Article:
This can also be called Modern Ballroom or Standard dancing.

Within the Ballroom family of dances are the Waltz, Slow Foxtrot, Tango, Quickstep and Viennese Waltz. These dances are all characterised by a closed hold with your partner, which is retained throughout. Progress is made around the floor in an anti-clockwise direction.

Waltz – probably the most popular of the ballroom dances, characterised by slow rhythmical movements. Popular in 18th century Vienna, it spread across Europe and to England where it was initially thought indecent, therefore it rapidly caught on!

Slow Foxtrot – at its simplest the foxtrot is a series of walks but when developed incorporates turns and lines and is often the favourite of more experienced dancers. History has it that the dance is named after Harry Fox and was then developed to be performed by Fred Astaire and Ginger Rogers.

Tango – a passionate dance which brings a touch of latin to the ballroom world. It is a serious dance with stop and go movements with slow deliberate steps and then sudden fast movements. Emerging from the ghettos of Argentina it is believed to depict the story of an unwilling woman and a smelly gaucho.

Quickstep – a fun and happy dance with fast movements, which sees couples speeding around the floor even including hops and flicks. The quickstep became popular at the time of the dance bands in the 1920s and incorporates elements of Charleston.

Viennese Waltz contains few steps and is simpler than the Waltz although it’s faster. It is based on rotation around the floor in soft sweeping movements. This dance attracted the attention of great composers including Johann Strauss.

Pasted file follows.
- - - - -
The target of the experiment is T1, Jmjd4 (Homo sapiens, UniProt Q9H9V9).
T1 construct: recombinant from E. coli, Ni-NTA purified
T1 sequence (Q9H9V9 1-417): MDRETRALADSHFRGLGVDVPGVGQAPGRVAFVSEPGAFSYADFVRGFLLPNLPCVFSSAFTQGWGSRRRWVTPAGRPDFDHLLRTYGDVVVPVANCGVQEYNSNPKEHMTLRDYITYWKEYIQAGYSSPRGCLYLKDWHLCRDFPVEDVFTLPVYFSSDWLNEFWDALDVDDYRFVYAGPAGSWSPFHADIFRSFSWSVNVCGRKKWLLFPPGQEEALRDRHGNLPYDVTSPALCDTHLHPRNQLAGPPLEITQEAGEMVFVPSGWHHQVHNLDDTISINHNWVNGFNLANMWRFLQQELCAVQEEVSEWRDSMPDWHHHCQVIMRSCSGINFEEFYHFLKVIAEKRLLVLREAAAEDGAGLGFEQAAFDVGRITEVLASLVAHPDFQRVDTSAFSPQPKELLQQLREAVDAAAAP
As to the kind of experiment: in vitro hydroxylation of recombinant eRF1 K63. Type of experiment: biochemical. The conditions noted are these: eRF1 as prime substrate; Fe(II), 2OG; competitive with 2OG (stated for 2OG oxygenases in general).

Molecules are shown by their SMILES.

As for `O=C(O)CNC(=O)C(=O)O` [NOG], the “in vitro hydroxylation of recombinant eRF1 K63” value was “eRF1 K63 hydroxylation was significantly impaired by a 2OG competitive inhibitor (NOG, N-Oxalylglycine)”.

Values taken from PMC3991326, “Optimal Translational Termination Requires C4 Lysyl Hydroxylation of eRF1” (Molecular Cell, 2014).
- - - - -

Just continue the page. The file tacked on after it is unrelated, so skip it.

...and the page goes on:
There is also the Social Foxtrot (Rhythm) which is an easier version of the Slow Foxtrot and danced to the same music as the Slow Foxtrot.

Latin American

Within this family of dances are the Cha Cha Cha, Samba, Rumba, Paso Doble and Jive.

The latin styles came to popularity after the ballroom dances. Each one has a different origin and character. In these dances the hold can vary and they tend to be more emotionally charged than the elegance of the ballroom dances.

Cha Cha Cha – is a cheeky, fun dance which can be danced to modern music. It is related to the Rumba and is thought to originate from the 1950s as a slowed down form of Mambo.

Samba – a lively feel good party dance depicting the Mardi Gras carnival in Brazil although slightly modified for today’s dance floors. Think of bright colours, lots of hip action and ‘samba bounce’.

Rumba is a romantic dance telling the story of seduction between two people. Its origins are back in African tribal dances which made their way to Cuba. A more modern version was then popular in America and Europe.

Paso Doble – the man plays the role of the Spanish Matador and the lady plays the role of his cape portraying the story of the Spanish Bull Fight. It is a dramatic dance with lots of passion. The figures of the Paso Doble were identified by the French and therefore a lot of the terms have French names.

Jive – a light, bright contemporary dance. Incorporating elements of lindy hop, jitterbug, swing and rock & roll. In the Jazz craze of 1920s it was the official youth dance of America. It was brought to Europe in the 1940s and 1950s with the GIs and was further popularised by bands such as Glenn Miller.

Sequence Dancing (including Classical Sequence)

These can be any of the ballroom or latin styles danced in a set 16 bar sequence which is repeated. It also includes Classical Sequence with rhythms such as Saunter, Blues, Two Step, Gavotte, Tango and Waltz. These dances have links to ballet.

Other Dance Styles

Line Dancing – This style of dance was originally danced to Country and Western music in the USA but is now danced to all different styles of music. It’s usually danced individually although there are also some dances for pairs.

Salsa (including Mambo) Salsa music was a creation which brought a number of different styles of latin music under one simple marketing umbrella. The dance which is performed to this style of music was thought to originate from a Cuban dance called Son which is a forerunner of the Mambo and Cha Cha Cha.

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